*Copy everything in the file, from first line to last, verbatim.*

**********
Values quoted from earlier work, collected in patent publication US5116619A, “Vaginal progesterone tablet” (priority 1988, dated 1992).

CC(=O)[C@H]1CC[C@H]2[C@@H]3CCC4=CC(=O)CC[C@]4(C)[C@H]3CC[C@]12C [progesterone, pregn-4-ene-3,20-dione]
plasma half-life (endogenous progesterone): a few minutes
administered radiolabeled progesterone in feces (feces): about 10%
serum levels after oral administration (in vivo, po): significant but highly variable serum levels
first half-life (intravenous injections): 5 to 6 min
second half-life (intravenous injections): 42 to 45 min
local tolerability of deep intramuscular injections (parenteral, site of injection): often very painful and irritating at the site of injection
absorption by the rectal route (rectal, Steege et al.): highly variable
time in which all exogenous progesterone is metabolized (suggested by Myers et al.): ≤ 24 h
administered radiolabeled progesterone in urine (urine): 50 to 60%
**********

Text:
Values quoted from earlier work, collected in patent publication US5116619A, “Vaginal progesterone tablet” (priority 1988, dated 1992).

CC(=O)[C@H]1CC[C@H]2[C@@H]3CCC4=CC(=O)CC[C@]4(C)[C@H]3CC[C@]12C [progesterone, pregn-4-ene-3,20-dione]
plasma half-life (endogenous progesterone): a few minutes
administered radiolabeled progesterone in feces (feces): about 10%
serum levels after oral administration (in vivo, po): significant but highly variable serum levels
first half-life (intravenous injections): 5 to 6 min
second half-life (intravenous injections): 42 to 45 min
local tolerability of deep intramuscular injections (parenteral, site of injection): often very painful and irritating at the site of injection
absorption by the rectal route (rectal, Steege et al.): highly variable
time in which all exogenous progesterone is metabolized (suggested by Myers et al.): ≤ 24 h
administered radiolabeled progesterone in urine (urine): 50 to 60%